Dept. of Comebacks

I Love L.A.

A brief dispatch from the coolest block in the 'coolest city on the planet.'
Photos: Tyler Thoreson

Vintage Red Wings at Craft Workwear in L.A.

I spent a couple days in L.A. last week, and I gotta say, our friends at GQ were onto something when they dubbed it the coolest city on the planet. That’s definitely not how I (nor, presumably, GQ) would’ve described the boot-cut denim capital of North America just a couple years ago, but good things are going on out there these days.

Exhibit A (for me anyway, GQ has its own list here) is the block of La Cienega Boulevard between Melrose and Rosewood, practically around the corner from Urth Caffe, where Vinnie, Drama, and the boys like to lick their wounds after another night of tequila shots and pool parties, but about a million miles away aesthetically. In true L.A. fashion, I stumbled upon the stretch because I couldn’t find a friggin’ cab, and had decided to walk down La Cienega to my intended destination of South Willard. I never made it to Ryan Conder’s smartly edited men’s boutique on 3rd Street (which is well worth a visit next time you’re in town), thanks to an unplanned detour to Pete Arbeleaz’s modern-rustic shop, Craft Workwear. “Guys are starting to get smarter about what they buy, not so fashion driven. They’re starting to understand the significance of quality when you buy something,” said Arbeleaz, who previously worked at Union before opening Craft in July of 2009. “It’s a new concept for men not just in L.A. but a lot of places,” he added. “‘I don’t need to have the cool-looking thing but the thing that’s going to last for 10 years.’”  I’d venture to guess most of ‘em had been around a lot longer than 10 years, which bodes pretty well for all you guys who bought their Red Wings from J.Crew or Gilt.

My favorites: Red wing engineer boots.

Made in El Paso, hand finished on La Cienega: RTH bags at Craft.

Arbeleaz said he started Craft because “I wanted something that wasn’t quite so fashion driven, that was focused more on quality and craftsmanship and supporting smaller brands and local brands.” It doesn’t get any more local than RTH, which had opened its first-ever store just a few doors up the block less than a week before my visit.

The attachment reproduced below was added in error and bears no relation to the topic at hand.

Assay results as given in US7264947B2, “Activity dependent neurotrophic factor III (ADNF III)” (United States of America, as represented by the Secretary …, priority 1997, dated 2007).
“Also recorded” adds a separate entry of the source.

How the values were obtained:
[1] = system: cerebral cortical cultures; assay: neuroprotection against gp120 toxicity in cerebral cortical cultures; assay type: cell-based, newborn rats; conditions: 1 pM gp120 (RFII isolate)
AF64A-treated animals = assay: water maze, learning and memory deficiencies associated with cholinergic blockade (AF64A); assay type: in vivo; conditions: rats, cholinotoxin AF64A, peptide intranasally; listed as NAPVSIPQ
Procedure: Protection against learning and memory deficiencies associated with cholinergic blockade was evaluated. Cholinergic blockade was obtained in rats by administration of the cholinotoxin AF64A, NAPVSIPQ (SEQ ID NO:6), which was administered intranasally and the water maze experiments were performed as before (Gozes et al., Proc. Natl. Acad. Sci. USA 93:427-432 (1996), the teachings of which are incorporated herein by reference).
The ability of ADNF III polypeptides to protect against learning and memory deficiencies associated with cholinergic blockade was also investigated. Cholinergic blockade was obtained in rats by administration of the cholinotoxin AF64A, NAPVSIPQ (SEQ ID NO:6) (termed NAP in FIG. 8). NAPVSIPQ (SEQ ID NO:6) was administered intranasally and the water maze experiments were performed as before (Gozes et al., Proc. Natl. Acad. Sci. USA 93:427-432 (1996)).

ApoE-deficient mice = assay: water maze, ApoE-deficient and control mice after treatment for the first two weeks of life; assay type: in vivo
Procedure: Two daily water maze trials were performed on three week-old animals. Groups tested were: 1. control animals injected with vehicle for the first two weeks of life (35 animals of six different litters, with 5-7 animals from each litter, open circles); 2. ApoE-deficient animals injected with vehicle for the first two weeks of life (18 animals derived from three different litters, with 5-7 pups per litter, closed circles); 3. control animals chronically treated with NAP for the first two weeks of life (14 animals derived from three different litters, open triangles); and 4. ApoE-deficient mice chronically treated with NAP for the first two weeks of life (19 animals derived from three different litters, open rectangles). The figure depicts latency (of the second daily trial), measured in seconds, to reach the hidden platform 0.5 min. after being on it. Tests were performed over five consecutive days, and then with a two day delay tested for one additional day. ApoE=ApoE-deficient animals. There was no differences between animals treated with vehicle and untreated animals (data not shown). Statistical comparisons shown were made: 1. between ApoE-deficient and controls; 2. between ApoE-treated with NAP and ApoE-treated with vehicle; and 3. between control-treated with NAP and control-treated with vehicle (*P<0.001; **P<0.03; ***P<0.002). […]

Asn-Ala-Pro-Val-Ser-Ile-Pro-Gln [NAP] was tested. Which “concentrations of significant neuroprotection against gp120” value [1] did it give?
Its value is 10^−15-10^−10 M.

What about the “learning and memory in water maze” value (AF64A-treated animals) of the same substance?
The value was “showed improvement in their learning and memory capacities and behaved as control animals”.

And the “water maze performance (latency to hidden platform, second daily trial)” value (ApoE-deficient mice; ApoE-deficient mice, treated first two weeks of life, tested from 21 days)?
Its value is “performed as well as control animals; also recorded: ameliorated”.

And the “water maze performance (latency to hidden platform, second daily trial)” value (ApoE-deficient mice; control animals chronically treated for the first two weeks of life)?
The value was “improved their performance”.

I knew I was in good company when I walked into the place. “I saw you walk by earlier,” said owner Rene Holguin. “I remember because it’s so rare to see a guy around here in hard-soled shoes.” (Okay, so maybe L.A. still has a ways to go in the footwear department.)
Holguin, who’s father once owned the Laramie boot company in El Paso, previously worked for Ralph Lauren and Levi’s, and turned a hobby into a real business with RTH. Everything you see that’s made of leather is his; the clothes are pretty much all Ralph Lauren vintage. All the pieces, from small wallets (which start at less than $40) to roomy tote bags, are made to be used. “They’re actually meant to age,” Holguin said. “The dirt and the wear of every day makes the leather look better.” Who knows, maybe someday Craft will be selling vintage RTH alongside those Red Wings.

A few more photos:

'I'm a big fan of accessories and accessorizing,' said RTH owner Rene Holguin (who's a little camera shy). 'Unlike Coco Chanel, my opinion is, when you leave the house, look in the mirror and add one thing.'

He makes the leather arrows and feathers (in your cap--get it?) by hand.

Kilt pins.

In case you were wondering what one would do with a kilt pin.

I bought a lighter colored version of the wallet for my wife. She liked it. A lot.

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